This all felt a little gross, but I had trouble understanding why. So, I journaled a bunch, reached out to friends, had a frank chat with the booker, and then journaled some more. All this reminded my why I play shows in the first place and why I chose not to use “Hallelujah” as a sing-along.

This is what I learned in the form of a listicle. (omg! you won’t believe number three!)

one reason i play shows: for fun (or something like it)

Playing shows can be fun, but they’re a strange kind of weighty, exhausting fun.


Shows are places we can gather to celebrate songs and the people who love them. And making something out of nothing is a damn miracle, especially because it’s always easier to not make anything at all. And even after something is made, it’s easier to not care about something than it is to care about something.

So, playing a show is a basic celebration of both performer and audience choosing to care about something instead of nothing.

That’s fun.

Shows are places where we can say things to strangers that don’t come up in everyday conversations. And you can kick up a bunch of dust without causing a fuss. Or cause a fuss, kick up dust, and own the fucking room for about a half hour.

And shows can be a source of community with a little dash of risk and potential rejection - that can be more rejuvenating than your favorite facial scrub.

That’s fun. 

Shows are how some people make meaning - asking questions, making proclamations, and raising attention for the problems they want to solve together.  

When you put three bands on a stage together who ask different questions from different perspectives using different sounds and different instruments, you create a space where no one has a monopoly on meaning. And then we all get to be properly challenged/unsettled/delighted.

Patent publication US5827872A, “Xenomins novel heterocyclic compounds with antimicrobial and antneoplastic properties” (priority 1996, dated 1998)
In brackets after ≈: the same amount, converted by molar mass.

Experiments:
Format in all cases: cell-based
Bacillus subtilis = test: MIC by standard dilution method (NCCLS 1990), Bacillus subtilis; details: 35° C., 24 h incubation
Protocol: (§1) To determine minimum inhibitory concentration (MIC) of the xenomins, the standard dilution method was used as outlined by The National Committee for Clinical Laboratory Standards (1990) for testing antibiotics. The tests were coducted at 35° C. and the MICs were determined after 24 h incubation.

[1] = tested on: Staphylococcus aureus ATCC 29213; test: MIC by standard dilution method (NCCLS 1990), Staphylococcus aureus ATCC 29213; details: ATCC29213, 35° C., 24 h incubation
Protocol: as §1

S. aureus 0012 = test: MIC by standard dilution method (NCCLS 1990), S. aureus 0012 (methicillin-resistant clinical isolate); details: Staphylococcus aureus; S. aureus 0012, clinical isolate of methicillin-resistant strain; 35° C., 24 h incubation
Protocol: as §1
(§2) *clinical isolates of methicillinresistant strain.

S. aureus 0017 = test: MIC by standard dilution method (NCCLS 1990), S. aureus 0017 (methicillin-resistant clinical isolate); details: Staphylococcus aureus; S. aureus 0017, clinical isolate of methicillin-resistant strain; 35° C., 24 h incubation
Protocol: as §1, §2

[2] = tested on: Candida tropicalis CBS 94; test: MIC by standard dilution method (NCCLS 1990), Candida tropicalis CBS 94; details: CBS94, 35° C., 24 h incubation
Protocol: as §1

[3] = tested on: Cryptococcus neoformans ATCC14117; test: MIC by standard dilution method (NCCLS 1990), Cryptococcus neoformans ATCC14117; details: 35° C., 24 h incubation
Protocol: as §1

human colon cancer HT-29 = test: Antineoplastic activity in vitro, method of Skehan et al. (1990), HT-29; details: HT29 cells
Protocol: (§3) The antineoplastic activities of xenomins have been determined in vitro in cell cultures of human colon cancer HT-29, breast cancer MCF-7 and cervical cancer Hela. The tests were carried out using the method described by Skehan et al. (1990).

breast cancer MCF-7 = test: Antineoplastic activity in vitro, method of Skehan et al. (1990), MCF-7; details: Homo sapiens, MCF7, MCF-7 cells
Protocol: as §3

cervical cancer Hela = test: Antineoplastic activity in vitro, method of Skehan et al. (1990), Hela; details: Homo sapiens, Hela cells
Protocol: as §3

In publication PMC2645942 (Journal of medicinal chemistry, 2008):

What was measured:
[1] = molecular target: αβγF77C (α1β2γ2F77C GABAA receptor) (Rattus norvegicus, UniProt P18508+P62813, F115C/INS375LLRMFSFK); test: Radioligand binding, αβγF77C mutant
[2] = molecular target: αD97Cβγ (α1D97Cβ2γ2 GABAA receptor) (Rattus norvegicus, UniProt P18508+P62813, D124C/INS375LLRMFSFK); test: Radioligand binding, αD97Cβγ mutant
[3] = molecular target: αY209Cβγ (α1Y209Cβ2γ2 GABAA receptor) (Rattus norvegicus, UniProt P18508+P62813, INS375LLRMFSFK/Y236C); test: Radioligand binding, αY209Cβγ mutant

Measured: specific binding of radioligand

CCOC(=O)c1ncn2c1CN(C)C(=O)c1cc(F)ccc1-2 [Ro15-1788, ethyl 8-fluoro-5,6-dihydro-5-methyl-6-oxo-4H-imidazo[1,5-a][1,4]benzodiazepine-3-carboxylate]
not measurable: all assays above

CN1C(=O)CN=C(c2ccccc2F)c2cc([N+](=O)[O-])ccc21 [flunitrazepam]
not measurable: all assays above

That’s fun.

At their best, shows can give you a little bit of hope on the bad days when your job feels like it scrapes out your insides, plops the goop down on a scale, and direct deposits that to your bank account. And they still give you energy on the good days when it feels like your goop is endless and worth its weight in gold.

But that’s all a bit much. It’s easier to just call it fun.

one reason i’ll never close with a “hallelujah” sing-along: with great power comes great responsibility

“Hallelujah” is a song written by Leonard Cohen and released in 1984 on the record Various Positions. You’ve heard it, but maybe not the original version.

“Hallelujah” is a case study in what a song is, how it moves through people and time, and how it changes clothes, popping up in unexpected places with different things to say each time you run into it.

Malcolm Gladwell spent 40 minutes digging into the song on a podcast. A book called The Holy or the Broken: Leonard Cohen, Jeff Buckley, and the Unlikely Ascent of "Hallelujah" came out in 2012.

“Hallelujah” is a powerful song, but that power wasn’t immediately apparent. It didn’t make it on the original Leonard Cohen album that it was written for. He apparently wrote 80 verses to get to the original version of the song. It was quiet and hid for a long time before John Cale covered it in 1991 for a Leonard Cohen tribute album.